Paul @105--

Thanks for your reply! I read that Tomgram when it was first published and already knew about McCoy. S was right; I ought to make a Bibliography and post it at my VK Space so I can link to it. We know a lot; yet, The People know so little. And its the latter that's the Big Problem.

Posted by: karlof1 | Nov 20 2020 22:27 utc | 107

Talking of wars, Trump has just started one that I suspect the American public will approve of while the Democrats will not be happy. Nah, it's not against Iran, China or Russia but Big Pharma. Will Biden be able to reverse it? Probably not. Is this Trump's revenge on Fauci and Big Pharma for messing with his October surprise? Will it last as long as involvement of the US in Afghanistan? Not if you think it started in 1979 under Jimmy Carter but it might last as long as the police action started by Bush in 2001.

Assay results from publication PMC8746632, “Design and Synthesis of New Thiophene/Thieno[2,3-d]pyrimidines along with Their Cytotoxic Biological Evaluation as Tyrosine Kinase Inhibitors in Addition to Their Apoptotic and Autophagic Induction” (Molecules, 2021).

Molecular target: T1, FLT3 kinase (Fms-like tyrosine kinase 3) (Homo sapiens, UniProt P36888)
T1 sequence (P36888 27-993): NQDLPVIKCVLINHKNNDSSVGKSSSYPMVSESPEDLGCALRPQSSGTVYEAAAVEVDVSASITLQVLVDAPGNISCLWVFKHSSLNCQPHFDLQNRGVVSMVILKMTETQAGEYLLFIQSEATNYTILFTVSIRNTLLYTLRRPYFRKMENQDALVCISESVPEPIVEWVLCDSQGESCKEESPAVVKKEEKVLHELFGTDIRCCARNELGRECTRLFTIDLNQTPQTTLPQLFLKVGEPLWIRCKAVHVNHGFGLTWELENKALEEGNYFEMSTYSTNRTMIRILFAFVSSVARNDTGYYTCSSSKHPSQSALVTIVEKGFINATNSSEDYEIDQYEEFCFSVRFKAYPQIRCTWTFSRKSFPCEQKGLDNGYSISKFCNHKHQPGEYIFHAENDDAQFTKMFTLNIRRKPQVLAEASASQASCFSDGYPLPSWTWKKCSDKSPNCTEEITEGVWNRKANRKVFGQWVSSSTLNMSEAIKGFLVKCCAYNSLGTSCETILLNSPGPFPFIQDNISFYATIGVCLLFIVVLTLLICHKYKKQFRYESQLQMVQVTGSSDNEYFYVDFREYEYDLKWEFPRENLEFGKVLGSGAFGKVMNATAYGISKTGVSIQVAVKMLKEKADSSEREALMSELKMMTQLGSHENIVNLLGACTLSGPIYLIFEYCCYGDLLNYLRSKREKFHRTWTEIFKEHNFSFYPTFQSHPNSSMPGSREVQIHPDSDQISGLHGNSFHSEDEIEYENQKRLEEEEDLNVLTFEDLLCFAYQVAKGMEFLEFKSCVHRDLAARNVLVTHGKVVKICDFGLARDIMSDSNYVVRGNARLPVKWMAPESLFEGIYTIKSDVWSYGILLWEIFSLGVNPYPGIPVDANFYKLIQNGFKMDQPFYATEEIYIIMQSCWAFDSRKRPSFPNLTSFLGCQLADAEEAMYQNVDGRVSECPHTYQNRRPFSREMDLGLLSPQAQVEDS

Posted by: Ghost Ship | Nov 21 2020 0:04 utc | 108

james @Nov20 0:07 #44

... i would prefer to avoid jackrabbits ongoing theory here - rubber stamped conformists...

Well, you're not the only one that can't bear to look at how the sausage is made.

We enslave ourselves with hopium.

FYI: National Security and Double Government